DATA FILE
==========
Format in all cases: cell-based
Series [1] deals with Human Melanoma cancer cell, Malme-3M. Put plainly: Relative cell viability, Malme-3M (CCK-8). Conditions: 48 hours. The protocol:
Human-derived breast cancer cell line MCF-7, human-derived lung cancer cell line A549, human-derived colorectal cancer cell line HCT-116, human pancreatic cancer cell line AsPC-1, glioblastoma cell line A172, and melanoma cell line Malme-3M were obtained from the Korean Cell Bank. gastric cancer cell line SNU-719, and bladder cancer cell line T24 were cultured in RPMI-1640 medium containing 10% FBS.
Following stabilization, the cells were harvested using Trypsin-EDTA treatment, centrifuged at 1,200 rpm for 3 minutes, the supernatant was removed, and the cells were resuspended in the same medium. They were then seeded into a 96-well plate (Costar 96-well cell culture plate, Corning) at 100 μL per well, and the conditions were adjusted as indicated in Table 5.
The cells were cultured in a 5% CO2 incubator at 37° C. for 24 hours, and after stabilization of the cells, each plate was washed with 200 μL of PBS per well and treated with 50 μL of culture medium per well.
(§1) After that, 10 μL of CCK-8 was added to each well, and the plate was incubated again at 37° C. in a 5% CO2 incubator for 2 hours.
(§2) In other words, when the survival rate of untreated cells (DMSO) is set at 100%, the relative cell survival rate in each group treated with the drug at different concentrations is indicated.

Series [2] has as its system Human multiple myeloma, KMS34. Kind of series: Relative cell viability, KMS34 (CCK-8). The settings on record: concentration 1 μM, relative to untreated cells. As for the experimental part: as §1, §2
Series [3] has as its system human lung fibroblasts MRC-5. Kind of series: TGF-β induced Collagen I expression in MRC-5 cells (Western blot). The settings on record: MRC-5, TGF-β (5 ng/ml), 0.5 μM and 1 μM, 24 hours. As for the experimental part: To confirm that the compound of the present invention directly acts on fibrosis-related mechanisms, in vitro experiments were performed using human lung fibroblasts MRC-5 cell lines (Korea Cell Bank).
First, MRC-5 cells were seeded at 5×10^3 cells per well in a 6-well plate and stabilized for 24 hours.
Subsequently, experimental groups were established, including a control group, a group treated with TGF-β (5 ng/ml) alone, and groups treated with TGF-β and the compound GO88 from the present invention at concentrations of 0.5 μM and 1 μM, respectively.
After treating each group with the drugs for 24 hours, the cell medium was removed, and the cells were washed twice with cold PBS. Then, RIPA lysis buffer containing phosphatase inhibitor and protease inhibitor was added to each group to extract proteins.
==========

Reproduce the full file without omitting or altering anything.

Format in all cases: cell-based
Series [1] deals with Human Melanoma cancer cell, Malme-3M. Put plainly: Relative cell viability, Malme-3M (CCK-8). Conditions: 48 hours. The protocol:
Human-derived breast cancer cell line MCF-7, human-derived lung cancer cell line A549, human-derived colorectal cancer cell line HCT-116, human pancreatic cancer cell line AsPC-1, glioblastoma cell line A172, and melanoma cell line Malme-3M were obtained from the Korean Cell Bank. gastric cancer cell line SNU-719, and bladder cancer cell line T24 were cultured in RPMI-1640 medium containing 10% FBS.
Following stabilization, the cells were harvested using Trypsin-EDTA treatment, centrifuged at 1,200 rpm for 3 minutes, the supernatant was removed, and the cells were resuspended in the same medium. They were then seeded into a 96-well plate (Costar 96-well cell culture plate, Corning) at 100 μL per well, and the conditions were adjusted as indicated in Table 5.
The cells were cultured in a 5% CO2 incubator at 37° C. for 24 hours, and after stabilization of the cells, each plate was washed with 200 μL of PBS per well and treated with 50 μL of culture medium per well.
(§1) After that, 10 μL of CCK-8 was added to each well, and the plate was incubated again at 37° C. in a 5% CO2 incubator for 2 hours.
(§2) In other words, when the survival rate of untreated cells (DMSO) is set at 100%, the relative cell survival rate in each group treated with the drug at different concentrations is indicated.

Series [2] has as its system Human multiple myeloma, KMS34. Kind of series: Relative cell viability, KMS34 (CCK-8). The settings on record: concentration 1 μM, relative to untreated cells. As for the experimental part: as §1, §2
Series [3] has as its system human lung fibroblasts MRC-5. Kind of series: TGF-β induced Collagen I expression in MRC-5 cells (Western blot). The settings on record: MRC-5, TGF-β (5 ng/ml), 0.5 μM and 1 μM, 24 hours. As for the experimental part: To confirm that the compound of the present invention directly acts on fibrosis-related mechanisms, in vitro experiments were performed using human lung fibroblasts MRC-5 cell lines (Korea Cell Bank).
First, MRC-5 cells were seeded at 5×10^3 cells per well in a 6-well plate and stabilized for 24 hours.
Subsequently, experimental groups were established, including a control group, a group treated with TGF-β (5 ng/ml) alone, and groups treated with TGF-β and the compound GO88 from the present invention at concentrations of 0.5 μM and 1 μM, respectively.
After treating each group with the drugs for 24 hours, the cell medium was removed, and the cells were washed twice with cold PBS. Then, RIPA lysis buffer containing phosphatase inhibitor and protease inhibitor was added to each group to extract proteins.